The Phases of Getting a Tattoo

For those of you who are new to the tattoo scene or considering getting one, here’s a list of phases that you might, or rather probably, will go through along the way. 

1. Realizing you actually want a tattoo 

This is obviously the first phase everyone will go through when deciding to get a tattoo. You might have seen a friend’s tattoo or always thought about them in the back of your mind, but now you have officially decided that you actually want to ink your body. 

2. Coming up with an idea 

I think this phase tends to be one of the hardest. So you decided you want to get a tattoo, but now what the hell are you actually going to put on your body? Sometimes a tattoo idea will instantly pop into your head, but other times it may take over a year to come up with something you want to have on your body permanently. I got my first tattoo the day after I turned 18, because I had known what design I wanted to get since I was 15 years old, but my second tattoo was much harder. I decided about three months after getting my first one that I wanted to get another, but my mind was completely blank. I knew I wanted another, but I had no idea what to get and I wanted it to be meaningful like my first one that was a tribute to my mom. I finally came up with a cute star design, but it took me 2 full years to decide.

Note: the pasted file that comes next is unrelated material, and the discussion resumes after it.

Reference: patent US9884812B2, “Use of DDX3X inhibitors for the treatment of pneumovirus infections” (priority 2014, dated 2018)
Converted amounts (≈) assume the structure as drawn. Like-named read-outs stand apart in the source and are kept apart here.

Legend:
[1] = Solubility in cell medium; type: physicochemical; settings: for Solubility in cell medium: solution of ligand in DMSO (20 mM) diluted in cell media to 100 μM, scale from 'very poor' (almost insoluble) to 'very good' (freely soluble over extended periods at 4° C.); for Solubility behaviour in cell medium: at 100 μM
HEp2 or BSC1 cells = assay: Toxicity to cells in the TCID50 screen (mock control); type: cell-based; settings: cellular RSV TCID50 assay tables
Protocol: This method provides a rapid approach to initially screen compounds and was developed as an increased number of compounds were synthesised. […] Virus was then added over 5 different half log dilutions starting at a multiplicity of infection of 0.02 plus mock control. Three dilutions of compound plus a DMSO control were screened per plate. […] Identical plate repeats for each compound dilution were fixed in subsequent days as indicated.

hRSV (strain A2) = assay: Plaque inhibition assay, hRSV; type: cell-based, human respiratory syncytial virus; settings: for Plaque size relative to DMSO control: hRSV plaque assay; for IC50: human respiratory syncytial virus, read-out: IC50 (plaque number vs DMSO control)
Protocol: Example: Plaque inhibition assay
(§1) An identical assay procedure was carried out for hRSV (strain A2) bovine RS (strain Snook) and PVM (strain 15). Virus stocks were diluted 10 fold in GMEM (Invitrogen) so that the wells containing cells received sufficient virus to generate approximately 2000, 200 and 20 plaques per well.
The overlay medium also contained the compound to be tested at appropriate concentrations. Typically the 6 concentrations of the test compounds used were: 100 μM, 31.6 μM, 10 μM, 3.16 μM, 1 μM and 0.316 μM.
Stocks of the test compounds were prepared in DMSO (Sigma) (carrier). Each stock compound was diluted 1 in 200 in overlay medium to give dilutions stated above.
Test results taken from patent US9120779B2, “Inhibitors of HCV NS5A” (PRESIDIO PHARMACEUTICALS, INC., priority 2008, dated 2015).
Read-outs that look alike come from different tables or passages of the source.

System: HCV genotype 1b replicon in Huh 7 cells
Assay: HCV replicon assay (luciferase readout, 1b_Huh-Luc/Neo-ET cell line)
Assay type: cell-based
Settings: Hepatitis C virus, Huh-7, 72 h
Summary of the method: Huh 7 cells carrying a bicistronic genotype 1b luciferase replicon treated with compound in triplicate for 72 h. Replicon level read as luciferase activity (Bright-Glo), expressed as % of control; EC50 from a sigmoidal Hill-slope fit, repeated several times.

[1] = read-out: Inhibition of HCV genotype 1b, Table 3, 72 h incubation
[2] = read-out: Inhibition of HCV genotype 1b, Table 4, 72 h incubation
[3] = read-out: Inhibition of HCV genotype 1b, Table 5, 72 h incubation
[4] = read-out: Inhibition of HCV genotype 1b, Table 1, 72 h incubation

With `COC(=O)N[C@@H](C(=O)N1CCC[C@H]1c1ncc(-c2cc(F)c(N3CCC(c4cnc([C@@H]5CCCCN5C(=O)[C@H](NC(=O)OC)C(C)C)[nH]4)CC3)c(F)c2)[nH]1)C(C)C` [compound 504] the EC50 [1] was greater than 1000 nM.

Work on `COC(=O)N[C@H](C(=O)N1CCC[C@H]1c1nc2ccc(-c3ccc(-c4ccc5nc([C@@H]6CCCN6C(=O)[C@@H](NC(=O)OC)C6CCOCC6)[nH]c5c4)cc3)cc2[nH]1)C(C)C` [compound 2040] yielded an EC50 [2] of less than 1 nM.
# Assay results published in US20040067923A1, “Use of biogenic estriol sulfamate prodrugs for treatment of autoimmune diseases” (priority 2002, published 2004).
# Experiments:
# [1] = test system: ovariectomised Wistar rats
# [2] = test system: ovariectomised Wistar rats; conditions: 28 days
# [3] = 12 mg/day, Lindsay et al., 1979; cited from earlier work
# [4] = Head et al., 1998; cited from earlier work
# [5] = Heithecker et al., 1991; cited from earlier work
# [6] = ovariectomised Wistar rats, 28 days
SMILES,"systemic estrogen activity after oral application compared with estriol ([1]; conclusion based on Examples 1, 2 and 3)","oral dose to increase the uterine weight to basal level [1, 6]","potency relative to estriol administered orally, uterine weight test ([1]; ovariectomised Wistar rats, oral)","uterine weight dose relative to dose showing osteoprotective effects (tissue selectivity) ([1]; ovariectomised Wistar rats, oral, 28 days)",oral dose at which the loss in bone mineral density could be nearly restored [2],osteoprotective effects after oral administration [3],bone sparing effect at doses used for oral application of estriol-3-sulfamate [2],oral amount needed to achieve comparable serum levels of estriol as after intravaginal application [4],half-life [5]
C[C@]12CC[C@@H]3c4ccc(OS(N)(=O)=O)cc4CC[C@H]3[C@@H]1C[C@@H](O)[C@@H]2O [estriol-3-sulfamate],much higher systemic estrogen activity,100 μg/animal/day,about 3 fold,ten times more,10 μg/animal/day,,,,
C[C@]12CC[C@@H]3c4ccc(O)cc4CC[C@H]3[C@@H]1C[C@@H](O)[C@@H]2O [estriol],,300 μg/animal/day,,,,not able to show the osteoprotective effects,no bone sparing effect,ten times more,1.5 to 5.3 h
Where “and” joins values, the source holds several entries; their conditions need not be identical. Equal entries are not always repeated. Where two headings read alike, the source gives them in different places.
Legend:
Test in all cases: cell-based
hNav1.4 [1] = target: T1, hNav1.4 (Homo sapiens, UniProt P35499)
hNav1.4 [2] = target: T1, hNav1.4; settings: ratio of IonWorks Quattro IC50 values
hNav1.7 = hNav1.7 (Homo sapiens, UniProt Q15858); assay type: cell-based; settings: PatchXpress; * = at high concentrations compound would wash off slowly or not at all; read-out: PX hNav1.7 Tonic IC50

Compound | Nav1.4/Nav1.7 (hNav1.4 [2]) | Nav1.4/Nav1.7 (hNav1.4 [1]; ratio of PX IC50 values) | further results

3. Finding a tattoo parlor 

Now this phase is possibly the most important one for anyone thinking about getting a tattoo. There are thousands of tattoo parlors, but you need to make sure you find a reliable one. I ended up going to a parlor in my town that had excellent reviews. Also, my sister and a couple of friends had previously gone there and had great experiences. I would definitely recommend hitting the internet and checking lots of Yelp reviews before deciding to make an appointment. I know in the heat of the moment you might want to walk into a sketchy parlor because it’s right there and you have to get a tattoo right then, but trust me, it's worth the searching and a little extra money to get a reliable artist who knows what he/she is doing. 

4. Making an appointment 

Once you’ve decided on a good parlor, you need to make an appointment. Some places will take walk-ins, but for the most part it’s a good idea to call and book a time slot. This phase always gives me anxiety, even after already having a tattoo. When you make an appointment, they will make you pay a deposit so if you wimp out, you lose anywhere from $30-$70 dollars. Once you pay your deposit, the thought of actually getting a tattoo becomes much more real. 

5. Going to the parlor 

So, you’ve booked an appointment and the day has finally come. I would recommend getting there a few minutes early to make sure you have ample time to check in and the artist has time to prepare. Walking into the parlor, especially if it’s your first time, can be insanely intimidating. All the artists have head-to-toe ink and a majority of the clients I’ve seen do as well. The stereotypical blasting rock music will also do nothing to help ease your nerves as you sit in a chair waiting to be called back.